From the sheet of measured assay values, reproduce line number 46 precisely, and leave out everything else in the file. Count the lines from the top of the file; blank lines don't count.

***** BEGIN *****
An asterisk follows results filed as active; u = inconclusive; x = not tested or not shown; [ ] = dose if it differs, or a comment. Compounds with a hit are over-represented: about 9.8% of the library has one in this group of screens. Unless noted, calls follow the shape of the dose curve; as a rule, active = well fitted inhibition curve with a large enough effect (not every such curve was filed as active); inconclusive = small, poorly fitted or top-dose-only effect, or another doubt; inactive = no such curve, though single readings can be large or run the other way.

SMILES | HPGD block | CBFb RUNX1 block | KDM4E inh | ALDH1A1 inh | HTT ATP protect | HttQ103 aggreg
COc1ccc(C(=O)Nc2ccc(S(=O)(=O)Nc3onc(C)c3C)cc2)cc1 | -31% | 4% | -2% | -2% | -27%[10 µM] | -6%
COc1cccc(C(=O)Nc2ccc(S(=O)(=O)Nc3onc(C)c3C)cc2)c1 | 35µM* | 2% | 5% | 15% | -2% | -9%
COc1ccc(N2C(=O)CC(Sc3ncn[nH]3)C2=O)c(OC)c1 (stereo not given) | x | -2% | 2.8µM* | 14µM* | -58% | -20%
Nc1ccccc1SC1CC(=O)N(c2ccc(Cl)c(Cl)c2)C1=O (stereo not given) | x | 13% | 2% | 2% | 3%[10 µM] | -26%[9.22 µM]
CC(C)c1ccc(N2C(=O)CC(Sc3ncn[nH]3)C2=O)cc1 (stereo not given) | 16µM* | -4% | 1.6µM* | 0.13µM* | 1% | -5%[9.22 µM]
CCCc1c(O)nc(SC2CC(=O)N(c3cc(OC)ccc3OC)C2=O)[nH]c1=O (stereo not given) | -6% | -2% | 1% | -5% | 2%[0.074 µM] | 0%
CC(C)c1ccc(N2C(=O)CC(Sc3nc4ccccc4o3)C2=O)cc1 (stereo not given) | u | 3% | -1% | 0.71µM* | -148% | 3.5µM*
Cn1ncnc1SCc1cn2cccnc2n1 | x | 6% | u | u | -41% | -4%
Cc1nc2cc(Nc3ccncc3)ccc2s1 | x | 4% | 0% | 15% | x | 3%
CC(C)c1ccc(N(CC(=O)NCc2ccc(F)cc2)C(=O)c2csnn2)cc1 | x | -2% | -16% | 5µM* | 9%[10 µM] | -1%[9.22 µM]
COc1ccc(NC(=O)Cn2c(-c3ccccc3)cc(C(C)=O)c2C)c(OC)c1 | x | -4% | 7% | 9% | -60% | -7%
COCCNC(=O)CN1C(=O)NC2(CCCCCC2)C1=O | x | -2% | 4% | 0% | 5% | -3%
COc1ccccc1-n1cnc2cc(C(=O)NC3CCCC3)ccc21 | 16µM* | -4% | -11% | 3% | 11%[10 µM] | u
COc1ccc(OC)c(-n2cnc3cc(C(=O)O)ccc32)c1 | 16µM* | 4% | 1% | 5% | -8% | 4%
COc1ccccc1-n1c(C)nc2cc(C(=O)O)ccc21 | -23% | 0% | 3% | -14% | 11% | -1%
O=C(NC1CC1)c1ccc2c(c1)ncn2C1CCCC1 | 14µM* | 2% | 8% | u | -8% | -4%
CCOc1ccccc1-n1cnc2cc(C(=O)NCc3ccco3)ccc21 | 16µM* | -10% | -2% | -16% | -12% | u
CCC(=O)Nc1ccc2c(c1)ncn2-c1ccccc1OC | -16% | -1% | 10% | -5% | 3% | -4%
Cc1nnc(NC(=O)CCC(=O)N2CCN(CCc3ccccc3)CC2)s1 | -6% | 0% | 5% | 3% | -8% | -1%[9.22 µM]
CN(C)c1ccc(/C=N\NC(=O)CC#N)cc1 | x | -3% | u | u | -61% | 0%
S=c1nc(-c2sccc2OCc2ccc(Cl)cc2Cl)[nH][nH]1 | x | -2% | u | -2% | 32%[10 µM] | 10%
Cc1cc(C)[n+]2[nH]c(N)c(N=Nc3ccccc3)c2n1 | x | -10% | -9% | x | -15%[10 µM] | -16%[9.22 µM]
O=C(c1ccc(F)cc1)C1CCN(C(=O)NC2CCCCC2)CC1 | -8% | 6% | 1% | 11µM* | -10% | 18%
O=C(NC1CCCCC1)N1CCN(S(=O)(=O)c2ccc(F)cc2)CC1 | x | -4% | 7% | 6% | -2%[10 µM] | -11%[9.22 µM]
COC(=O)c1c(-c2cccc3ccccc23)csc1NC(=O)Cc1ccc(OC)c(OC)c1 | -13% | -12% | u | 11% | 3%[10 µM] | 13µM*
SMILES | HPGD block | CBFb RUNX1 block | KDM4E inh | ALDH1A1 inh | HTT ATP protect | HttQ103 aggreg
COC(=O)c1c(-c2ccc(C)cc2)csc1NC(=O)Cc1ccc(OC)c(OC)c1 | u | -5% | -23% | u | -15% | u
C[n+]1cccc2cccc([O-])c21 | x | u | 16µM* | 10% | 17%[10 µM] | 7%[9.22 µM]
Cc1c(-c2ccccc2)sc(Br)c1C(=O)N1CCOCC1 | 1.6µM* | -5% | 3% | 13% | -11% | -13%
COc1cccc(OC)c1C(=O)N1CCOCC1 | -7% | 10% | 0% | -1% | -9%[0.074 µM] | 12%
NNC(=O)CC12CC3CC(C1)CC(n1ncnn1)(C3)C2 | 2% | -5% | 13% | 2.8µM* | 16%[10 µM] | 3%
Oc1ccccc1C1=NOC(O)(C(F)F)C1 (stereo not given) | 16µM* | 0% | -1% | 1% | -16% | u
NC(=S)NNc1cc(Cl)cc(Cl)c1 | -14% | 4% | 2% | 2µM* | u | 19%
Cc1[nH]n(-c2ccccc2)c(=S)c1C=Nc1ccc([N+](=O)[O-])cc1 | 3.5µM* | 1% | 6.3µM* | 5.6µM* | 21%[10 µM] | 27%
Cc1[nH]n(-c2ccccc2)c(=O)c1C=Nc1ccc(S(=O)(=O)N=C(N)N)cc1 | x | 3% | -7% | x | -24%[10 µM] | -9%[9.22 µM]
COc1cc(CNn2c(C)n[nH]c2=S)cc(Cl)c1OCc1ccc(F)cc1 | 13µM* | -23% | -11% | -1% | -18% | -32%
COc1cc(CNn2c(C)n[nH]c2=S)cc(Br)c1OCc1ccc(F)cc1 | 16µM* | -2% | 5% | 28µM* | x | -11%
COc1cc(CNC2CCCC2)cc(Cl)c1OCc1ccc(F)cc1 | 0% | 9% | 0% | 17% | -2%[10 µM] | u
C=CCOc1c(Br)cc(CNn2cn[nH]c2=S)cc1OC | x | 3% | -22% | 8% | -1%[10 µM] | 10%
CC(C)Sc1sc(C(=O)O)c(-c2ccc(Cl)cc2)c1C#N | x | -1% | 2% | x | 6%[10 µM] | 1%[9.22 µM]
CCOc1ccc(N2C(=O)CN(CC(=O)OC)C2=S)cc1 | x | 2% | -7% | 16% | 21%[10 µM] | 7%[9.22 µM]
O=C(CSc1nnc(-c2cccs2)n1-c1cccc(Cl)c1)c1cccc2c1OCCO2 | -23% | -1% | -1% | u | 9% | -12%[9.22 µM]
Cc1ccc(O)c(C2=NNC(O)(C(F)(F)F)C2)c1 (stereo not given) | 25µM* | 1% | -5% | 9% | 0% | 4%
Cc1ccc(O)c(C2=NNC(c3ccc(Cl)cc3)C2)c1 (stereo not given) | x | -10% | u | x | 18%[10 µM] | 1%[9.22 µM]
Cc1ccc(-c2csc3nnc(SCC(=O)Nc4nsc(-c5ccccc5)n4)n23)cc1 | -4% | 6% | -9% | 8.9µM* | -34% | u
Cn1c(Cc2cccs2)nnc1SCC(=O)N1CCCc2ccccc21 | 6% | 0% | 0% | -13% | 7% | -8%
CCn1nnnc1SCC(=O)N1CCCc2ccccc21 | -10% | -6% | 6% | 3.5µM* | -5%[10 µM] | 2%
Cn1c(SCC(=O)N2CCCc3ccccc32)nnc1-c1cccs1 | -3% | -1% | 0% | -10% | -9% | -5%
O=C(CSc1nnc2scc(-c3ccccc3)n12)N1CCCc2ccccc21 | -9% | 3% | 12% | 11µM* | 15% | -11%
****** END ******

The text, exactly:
Cc1ccc(O)c(C2=NNC(c3ccc(Cl)cc3)C2)c1 (stereo not given) | x | -10% | u | x | 18%[10 µM] | 1%[9.22 µM]